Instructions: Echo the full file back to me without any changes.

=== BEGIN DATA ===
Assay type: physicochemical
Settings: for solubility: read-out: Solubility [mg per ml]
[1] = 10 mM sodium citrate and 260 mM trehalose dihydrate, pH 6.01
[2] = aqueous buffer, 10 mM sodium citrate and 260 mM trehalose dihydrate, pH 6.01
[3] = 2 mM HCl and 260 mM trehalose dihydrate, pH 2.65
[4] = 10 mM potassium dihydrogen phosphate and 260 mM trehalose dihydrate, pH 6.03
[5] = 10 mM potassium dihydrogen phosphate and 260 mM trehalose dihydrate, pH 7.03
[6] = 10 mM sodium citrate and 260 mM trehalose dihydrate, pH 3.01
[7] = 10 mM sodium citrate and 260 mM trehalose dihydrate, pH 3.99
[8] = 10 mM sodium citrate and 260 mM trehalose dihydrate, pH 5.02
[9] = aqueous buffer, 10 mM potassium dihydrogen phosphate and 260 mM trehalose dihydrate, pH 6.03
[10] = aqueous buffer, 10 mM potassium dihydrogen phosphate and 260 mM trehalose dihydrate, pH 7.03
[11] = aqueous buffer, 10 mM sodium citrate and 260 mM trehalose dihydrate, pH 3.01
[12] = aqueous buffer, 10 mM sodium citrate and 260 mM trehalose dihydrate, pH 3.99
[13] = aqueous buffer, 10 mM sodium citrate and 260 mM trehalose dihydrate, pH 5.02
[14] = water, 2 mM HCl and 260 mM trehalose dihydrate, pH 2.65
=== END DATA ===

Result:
Assay type: physicochemical
Settings: for solubility: read-out: Solubility [mg per ml]
[1] = 10 mM sodium citrate and 260 mM trehalose dihydrate, pH 6.01
[2] = aqueous buffer, 10 mM sodium citrate and 260 mM trehalose dihydrate, pH 6.01
[3] = 2 mM HCl and 260 mM trehalose dihydrate, pH 2.65
[4] = 10 mM potassium dihydrogen phosphate and 260 mM trehalose dihydrate, pH 6.03
[5] = 10 mM potassium dihydrogen phosphate and 260 mM trehalose dihydrate, pH 7.03
[6] = 10 mM sodium citrate and 260 mM trehalose dihydrate, pH 3.01
[7] = 10 mM sodium citrate and 260 mM trehalose dihydrate, pH 3.99
[8] = 10 mM sodium citrate and 260 mM trehalose dihydrate, pH 5.02
[9] = aqueous buffer, 10 mM potassium dihydrogen phosphate and 260 mM trehalose dihydrate, pH 6.03
[10] = aqueous buffer, 10 mM potassium dihydrogen phosphate and 260 mM trehalose dihydrate, pH 7.03
[11] = aqueous buffer, 10 mM sodium citrate and 260 mM trehalose dihydrate, pH 3.01
[12] = aqueous buffer, 10 mM sodium citrate and 260 mM trehalose dihydrate, pH 3.99
[13] = aqueous buffer, 10 mM sodium citrate and 260 mM trehalose dihydrate, pH 5.02
[14] = water, 2 mM HCl and 260 mM trehalose dihydrate, pH 2.65